Notre Dame stands in the middle of the city on the island where Paris was born. It’s seen centuries of sunrises and sunsets and generations of people have walked in its shadow. On April 15, 2019, fire tore through Notre Dame. Heartbreaking video filled the news with scenes of the roofing ablaze, giant clouds of dark smoke, and most terrible of all, the historic steeple collapsing and falling to ruin.Restoration efforts began shortly after the fire and continue today, with scientists and restorers working diligently to rebuild this treasured cathedral.
A notable and heartwarming event took place at Notre Dame on Good Friday, April 10, 2020. A year after the tragedy, church officials and musicians held a service under the open roof, attended by only seven people. In this time of lockdown from COVID-19, a large group meeting was out of the question. And the cathedral is still a long way from opening again. But small and private as it was, this Holy Week service aimed to show the world that fire and disease and hardship cannot quench hope. The Archbishop said it this way: “A year ago, the cathedral was destroyed. Today the country is ravaged by a pandemic. There’s always a message of hope, and this celebration at the heart of the cathedral will be the sign of our hope.”
Notre Dame Before the Fire
In my trips to Paris, I enjoyed the wonderful opportunity to go to Notre Dame. Here are photos from my visits. Notre Dame doesn’t look like this today, but I want to share with you its former beauty.
Notre Dame in Paris is a French Gothic cathedral built between 1160 and 1260. The two towers give Notre Dame its recognizable look. They were the tallest structures in the city until the arrival in 1889 of the Eiffel Tower.
Notre Dame fell victim to the French Revolution in the 1790s. Its religious imagery was damaged or destroyed. The French, inspired by Victor Hugo’s novel, The Hunchback of Notre Dame, later decided to restore the grand building. More recently, in the 1960s, the facade of the building was cleaned. Centuries of grime and soot came off, revealing the original color. Further restoration took place at the end of the 1900s to ready the cathedral for the new millennium. The many steeples, graceful arches, sculptures, and gargoyles are amazing from all angles.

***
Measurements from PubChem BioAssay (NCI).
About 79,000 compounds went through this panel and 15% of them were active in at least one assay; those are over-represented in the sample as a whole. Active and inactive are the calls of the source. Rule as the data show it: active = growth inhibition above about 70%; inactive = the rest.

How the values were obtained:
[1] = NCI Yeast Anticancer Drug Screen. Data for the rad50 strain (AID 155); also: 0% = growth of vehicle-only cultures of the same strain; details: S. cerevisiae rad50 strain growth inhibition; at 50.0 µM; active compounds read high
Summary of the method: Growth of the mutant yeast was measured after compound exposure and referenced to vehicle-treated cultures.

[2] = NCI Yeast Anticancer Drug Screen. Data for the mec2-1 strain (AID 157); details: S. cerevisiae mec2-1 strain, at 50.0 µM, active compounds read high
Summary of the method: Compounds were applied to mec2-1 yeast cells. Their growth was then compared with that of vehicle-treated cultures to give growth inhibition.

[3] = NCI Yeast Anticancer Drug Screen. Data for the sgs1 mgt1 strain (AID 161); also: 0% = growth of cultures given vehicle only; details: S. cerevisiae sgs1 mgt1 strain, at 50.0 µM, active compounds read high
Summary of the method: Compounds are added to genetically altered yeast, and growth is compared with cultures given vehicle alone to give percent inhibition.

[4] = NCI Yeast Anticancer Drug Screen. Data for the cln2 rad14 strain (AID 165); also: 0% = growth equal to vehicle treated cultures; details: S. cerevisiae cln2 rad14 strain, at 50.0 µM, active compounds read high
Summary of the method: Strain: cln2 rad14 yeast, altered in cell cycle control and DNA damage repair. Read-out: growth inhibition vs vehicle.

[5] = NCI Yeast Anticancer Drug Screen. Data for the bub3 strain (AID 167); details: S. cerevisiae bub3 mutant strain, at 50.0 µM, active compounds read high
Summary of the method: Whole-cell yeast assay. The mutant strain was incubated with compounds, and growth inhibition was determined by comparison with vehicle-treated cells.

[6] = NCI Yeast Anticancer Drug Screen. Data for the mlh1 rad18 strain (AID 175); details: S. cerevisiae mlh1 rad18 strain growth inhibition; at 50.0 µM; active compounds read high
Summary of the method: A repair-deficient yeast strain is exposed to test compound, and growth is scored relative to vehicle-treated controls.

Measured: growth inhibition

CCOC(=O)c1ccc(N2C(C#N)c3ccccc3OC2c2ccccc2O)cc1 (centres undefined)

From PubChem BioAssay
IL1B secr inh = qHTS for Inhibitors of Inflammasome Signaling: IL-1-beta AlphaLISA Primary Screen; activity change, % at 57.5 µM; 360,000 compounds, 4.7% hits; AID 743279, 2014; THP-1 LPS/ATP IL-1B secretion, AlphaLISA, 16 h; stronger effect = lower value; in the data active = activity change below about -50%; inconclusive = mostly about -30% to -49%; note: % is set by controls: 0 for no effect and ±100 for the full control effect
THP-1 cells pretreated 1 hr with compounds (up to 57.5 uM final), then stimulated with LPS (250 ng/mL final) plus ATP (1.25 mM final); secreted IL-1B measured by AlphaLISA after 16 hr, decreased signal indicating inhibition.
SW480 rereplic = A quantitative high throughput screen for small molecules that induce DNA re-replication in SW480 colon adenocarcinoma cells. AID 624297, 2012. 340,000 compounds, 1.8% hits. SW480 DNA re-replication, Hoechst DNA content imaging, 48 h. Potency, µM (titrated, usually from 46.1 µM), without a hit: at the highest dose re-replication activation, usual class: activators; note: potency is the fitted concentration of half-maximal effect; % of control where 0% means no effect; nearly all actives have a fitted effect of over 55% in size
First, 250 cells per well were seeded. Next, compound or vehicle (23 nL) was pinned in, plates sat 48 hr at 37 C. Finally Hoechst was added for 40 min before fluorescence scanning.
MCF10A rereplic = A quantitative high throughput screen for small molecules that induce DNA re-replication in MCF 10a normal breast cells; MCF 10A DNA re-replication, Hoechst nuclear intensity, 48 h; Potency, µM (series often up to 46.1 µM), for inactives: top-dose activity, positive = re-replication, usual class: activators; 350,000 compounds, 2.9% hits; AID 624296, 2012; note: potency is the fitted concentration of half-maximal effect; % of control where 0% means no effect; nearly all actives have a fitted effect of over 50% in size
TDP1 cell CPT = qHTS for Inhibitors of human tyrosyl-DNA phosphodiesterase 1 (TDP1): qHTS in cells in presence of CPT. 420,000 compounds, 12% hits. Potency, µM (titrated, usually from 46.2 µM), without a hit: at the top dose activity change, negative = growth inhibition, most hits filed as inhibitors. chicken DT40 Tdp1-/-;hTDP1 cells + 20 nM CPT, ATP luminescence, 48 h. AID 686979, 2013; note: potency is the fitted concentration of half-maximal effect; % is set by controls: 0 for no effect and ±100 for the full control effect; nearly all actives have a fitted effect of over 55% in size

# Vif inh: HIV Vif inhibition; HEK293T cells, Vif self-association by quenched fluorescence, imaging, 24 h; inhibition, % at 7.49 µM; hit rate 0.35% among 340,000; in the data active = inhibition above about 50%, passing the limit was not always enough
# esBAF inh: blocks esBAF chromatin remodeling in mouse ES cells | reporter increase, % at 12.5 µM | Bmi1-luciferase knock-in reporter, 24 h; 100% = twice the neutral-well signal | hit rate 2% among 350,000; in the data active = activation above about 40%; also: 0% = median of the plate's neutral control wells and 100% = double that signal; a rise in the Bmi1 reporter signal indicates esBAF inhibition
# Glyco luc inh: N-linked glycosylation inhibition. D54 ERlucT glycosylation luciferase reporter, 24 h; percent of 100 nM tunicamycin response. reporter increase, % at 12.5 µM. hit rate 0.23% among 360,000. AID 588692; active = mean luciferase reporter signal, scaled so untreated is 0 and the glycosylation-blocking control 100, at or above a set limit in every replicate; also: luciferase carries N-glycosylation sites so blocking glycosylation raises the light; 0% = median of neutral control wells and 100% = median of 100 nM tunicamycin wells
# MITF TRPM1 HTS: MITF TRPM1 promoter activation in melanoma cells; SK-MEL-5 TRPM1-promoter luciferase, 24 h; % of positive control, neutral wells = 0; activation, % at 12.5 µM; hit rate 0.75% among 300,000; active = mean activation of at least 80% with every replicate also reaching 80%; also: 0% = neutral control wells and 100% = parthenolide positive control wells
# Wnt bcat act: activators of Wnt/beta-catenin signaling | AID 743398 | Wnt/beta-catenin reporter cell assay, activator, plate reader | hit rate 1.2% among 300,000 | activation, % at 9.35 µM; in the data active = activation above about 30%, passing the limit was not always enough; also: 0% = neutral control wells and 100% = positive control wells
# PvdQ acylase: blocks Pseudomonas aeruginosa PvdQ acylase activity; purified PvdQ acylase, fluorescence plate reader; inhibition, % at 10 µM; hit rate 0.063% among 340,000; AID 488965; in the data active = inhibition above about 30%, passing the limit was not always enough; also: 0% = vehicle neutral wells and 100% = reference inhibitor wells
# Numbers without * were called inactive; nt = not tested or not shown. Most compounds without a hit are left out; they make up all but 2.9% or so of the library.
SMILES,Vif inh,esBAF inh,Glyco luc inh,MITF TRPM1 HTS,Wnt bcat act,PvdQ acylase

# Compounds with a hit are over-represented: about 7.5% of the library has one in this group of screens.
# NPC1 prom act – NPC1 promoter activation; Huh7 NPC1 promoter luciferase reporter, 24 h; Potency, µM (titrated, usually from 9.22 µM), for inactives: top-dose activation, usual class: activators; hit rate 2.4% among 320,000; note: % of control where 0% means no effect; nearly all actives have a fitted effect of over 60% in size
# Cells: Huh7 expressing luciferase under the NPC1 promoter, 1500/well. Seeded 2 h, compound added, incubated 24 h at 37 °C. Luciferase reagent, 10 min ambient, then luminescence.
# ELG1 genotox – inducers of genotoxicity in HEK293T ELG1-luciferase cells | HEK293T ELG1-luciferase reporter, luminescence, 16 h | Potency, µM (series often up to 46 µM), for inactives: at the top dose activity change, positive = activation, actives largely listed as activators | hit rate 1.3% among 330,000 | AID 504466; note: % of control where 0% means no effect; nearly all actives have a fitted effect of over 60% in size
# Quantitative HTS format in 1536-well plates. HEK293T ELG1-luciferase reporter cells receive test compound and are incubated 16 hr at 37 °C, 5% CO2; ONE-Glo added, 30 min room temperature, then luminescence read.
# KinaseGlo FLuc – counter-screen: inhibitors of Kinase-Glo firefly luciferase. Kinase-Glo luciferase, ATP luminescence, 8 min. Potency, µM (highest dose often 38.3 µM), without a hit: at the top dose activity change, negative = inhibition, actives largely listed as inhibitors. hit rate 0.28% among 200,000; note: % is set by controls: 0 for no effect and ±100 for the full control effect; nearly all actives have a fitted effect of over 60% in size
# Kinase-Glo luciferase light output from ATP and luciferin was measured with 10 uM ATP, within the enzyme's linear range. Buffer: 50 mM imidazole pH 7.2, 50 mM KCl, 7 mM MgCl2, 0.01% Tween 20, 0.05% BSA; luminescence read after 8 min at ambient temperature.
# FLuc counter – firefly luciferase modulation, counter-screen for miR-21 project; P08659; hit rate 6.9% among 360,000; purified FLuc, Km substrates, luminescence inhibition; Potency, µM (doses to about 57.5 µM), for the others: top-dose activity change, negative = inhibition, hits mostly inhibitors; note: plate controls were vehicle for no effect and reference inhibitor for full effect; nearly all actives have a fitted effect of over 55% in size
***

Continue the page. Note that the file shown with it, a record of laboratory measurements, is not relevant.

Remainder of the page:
Flying buttresses help support the walls of Notre Dame and are visible from the back. No one knows for sure when the original flying buttresses were first added, but they were in place by the end of the 13th century. By carrying so much weight, they allow for higher walls and more windows.
The Iconic Towers Stand Tall
The front of the cathedral remains standing. Members of the Paris Fire Brigade fought tirelessly to save what they could. It’s said to be a miracle that they were able to contain the fire before it reached these twin towers.
The rose window and other stained glass survived the fire, partly due to the careful actions of the fire brigade. Many of the relics inside the cathedral also were saved.
The Restoration Continues
A Symbol of Hope
As the sun shines on the front of Notre Dame, the beauty of this symbol of Paris glows undiminished. Whether Notre Dame hosts crowds of hundreds or only seven, it will continue to offer light for this dark time and hope for the future.
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